Today’s systems-on-chips (SoCs) integrate large numbers and varieties of intellectual property (IP) that come from multiple sources. Some are developed internally. Others come from one or more external suppliers. The integration of the Joint Test Action Group (JTAG) chains of these varied IP and their related controllability has proven to be a challenge that chip designers have either just accepted or have tried to address by using ad hoc solutions (Fig. 1).

Even if the large amount of IP is developed within a single chip-design company, there is the challenge of coordinating globally dispersed teams that are each working on a piece or block of the design. Each IP comes with its own built-in self-test (BIST) solution and its own JTAG connection to the outside world.

With I/Os at a premium, test ports are particularly expensive to replicate in pad-limited designs. Chip designers have made tradeoffs by dropping some other I/O or sacrificing test coverage or IP controllability. Alternatively, they have invested engineering resources to combine these different test chains to conserve die area and reduce the number of JTAG ports.

These ad hoc IP test integration approaches are based on in-house scripting and typically rely on direct access to I/Os. This may have been a viable solution in the past when the average design had a small number of IP whose I/Os could be brought out directly at the SoC level.  But with larger designs, more IP, and a limited number of I/Os, direct testing of the entire design is not an option. Standard top-down design-for-test (DFT) approaches using centralized test management or control add area while increasing design time and test costs.

One possible solution is to use a hierarchical DFT approach with a standard and unified interface that enables efficient testing of large designs without adding area or additional test costs. Such an approach enables sign-off at each design hierarchy for integration at the SoC level. As different design blocks or hierarchies are completed in various parts of the world by different teams, each team can sign off on test in the same way it would sign off on timing or any physical aspect of the design. Then, the blocks can be integrated into a single unified design.

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As design size increases, the test pattern development time and the amount of time required to test the entire SoC both increase significantly. It is not uncommon for designs to be over 100 million gates, requiring several weeks to develop chip-level test patterns. In such scenarios, it is useful to be able to reuse the test patterns at the IP or block level and then automatically port those patterns to the SoC level and test the entire SoC.

A Hierarchical Approach to SoC Test

An effective hierarchical test solution should provide an area-efficient and unified framework to control and observe the many IP blocks. It also should enable IP and block-level test pattern portability to the SoC level, eliminating the need to recreate them. And, it should use a well-understood standard as the interface to the IP to enable an ecosystem of support from both IP suppliers and test solution providers.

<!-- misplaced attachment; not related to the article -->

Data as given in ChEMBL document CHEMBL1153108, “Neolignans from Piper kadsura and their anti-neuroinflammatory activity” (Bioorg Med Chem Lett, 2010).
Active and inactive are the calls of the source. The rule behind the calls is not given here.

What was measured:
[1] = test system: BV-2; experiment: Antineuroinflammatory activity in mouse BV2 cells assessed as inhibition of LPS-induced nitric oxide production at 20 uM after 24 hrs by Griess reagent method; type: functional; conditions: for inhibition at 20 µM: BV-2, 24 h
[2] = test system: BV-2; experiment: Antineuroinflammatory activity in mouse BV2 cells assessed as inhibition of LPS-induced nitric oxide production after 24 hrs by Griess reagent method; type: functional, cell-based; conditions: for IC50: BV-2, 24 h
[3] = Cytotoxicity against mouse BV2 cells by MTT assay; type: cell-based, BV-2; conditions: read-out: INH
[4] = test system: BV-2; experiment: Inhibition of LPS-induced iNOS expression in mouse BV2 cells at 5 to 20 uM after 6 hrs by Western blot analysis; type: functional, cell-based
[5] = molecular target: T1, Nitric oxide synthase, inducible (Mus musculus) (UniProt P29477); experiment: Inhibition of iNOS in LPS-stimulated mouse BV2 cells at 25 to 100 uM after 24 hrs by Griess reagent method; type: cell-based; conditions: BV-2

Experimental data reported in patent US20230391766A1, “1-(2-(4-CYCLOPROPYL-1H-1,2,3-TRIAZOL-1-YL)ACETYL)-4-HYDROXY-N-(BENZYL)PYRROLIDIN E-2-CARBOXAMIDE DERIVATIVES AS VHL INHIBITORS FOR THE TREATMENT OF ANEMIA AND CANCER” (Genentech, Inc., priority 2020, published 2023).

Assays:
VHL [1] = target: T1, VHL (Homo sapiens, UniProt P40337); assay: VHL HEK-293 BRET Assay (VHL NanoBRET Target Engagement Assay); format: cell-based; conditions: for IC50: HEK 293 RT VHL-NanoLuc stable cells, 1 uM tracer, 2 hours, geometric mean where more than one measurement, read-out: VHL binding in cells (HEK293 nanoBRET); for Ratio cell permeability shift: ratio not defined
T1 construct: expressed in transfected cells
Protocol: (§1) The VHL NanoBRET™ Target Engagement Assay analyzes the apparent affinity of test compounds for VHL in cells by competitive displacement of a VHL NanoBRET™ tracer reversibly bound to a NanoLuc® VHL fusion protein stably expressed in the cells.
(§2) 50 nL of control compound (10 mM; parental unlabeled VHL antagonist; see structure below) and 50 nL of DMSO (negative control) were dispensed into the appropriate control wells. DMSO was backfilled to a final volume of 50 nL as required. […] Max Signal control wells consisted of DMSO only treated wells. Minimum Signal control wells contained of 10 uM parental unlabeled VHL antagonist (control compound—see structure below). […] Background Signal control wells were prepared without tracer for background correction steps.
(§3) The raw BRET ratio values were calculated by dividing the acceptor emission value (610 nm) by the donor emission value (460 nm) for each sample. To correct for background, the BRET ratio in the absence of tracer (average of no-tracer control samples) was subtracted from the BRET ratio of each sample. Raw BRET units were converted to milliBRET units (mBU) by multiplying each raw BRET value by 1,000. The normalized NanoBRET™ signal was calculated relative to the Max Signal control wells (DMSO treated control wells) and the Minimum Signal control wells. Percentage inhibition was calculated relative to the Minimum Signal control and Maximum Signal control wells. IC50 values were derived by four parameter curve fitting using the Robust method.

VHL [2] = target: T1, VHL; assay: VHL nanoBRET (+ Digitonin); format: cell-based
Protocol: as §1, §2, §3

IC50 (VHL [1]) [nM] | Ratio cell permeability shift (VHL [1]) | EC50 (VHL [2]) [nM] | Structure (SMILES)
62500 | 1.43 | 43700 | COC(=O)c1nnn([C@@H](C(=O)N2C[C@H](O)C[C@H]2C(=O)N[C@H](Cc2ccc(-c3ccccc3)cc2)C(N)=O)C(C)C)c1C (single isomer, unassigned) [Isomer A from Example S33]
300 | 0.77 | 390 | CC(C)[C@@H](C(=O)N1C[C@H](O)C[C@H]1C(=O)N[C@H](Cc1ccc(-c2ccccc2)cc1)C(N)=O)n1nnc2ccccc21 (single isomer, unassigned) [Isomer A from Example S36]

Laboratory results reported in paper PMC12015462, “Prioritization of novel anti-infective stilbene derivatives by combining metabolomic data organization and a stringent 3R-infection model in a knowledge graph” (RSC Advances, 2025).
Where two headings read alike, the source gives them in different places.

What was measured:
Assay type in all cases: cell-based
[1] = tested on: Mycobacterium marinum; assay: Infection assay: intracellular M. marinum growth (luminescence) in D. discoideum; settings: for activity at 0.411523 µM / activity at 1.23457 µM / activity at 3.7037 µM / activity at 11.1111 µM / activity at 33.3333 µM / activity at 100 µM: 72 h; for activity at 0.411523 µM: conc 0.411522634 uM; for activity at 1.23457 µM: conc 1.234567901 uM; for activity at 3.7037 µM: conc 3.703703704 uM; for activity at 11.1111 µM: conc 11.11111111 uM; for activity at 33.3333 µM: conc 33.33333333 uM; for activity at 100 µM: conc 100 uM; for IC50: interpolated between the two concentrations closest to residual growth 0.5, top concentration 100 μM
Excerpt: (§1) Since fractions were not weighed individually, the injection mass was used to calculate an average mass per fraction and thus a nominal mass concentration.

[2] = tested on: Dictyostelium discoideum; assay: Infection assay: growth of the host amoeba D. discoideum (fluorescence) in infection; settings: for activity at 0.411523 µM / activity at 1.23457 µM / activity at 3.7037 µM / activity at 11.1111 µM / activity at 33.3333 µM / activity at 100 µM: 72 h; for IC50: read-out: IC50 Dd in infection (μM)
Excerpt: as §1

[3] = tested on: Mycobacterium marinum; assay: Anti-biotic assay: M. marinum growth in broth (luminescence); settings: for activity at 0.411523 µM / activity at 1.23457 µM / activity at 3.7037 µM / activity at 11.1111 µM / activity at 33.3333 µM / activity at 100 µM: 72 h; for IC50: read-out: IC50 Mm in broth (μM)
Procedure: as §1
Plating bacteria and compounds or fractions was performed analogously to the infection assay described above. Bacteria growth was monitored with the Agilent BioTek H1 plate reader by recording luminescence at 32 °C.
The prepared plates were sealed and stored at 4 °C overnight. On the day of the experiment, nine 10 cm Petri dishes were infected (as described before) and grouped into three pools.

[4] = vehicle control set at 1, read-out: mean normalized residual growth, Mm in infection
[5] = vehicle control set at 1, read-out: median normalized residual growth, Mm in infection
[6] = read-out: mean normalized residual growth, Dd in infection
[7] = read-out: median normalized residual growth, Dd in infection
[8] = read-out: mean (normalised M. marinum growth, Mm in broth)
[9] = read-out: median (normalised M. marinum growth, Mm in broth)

IEEE 1500 is just such a standard. This industry-defined scalable standard architecture enables test reuse and integration for embedded cores and associated circuitry. When used in conjunction with the widely popular 1149.1 JTAG standard, it provides a convenient solution to the challenge of hierarchical SoC test.

Also known as “Standard Testability method for Embedded Core-based Integrated Circuits,” IEEE 1500 includes serial and parallel test access mechanisms (TAMs) and a rich set of instructions suitable for testing cores, SoC interconnect, and circuitry. Core test language (CTL) is the official mechanism for describing IEEE 1500 wrappers and test data associated with cores.[1]

While it explicitly claims to forego addressing analog circuits and focuses on facilitating efficient test of digital aspects of SoCs, it can be used to interface with analog and mixed-signal IP. A standard like IEEE 1500 gives users the flexibility to utilize it in test and debug environments throughout the design lifecycle.

By leveraging IP or block-level diagnostics and providing SoC-level diagnostics, it can pinpoint exactly which test failed and where the failure occurred, which helps reduce the overall design and production ramp-up time. There are many steps in implementing a hierarchical SoC test solution: IP accessibility, SoC test integration of all the blocks, pattern creation, test scheduling, and post-silicon diagnostics (Fig. 2).

The IEEE 1500 standard is the de-facto standard for IP-based or core-based test. It provides a flexible means of interacting with each of the individual IP and digital logic blocks. Wrapping each IP block with a module that has an IEEE 1500 interface is the first step to improving accessibility and observability. Since it is an industry standard, a solution that leverages existing IEEE 1500 interfaces also enables a standard communication channel with all the IP and blocks from the SoC level.

It is important to have a test solution that can create these interfaces with optional wrapper boundary registers (WBRs) for IP and blocks that don’t already have them. SoC designers could potentially create these wrapper modules with WBR registers that capture all the states of the underlying IP. However, this could lead to an unnecessary increase in area and power. As with many DFT-related choices, an optimal balance of observability and area/power is needed. In addition to the WBR registers, wrapper instruction registers (WIRs) and wrapper bypass (WBY) registers form a complete test interface to the IP block (Fig. 3).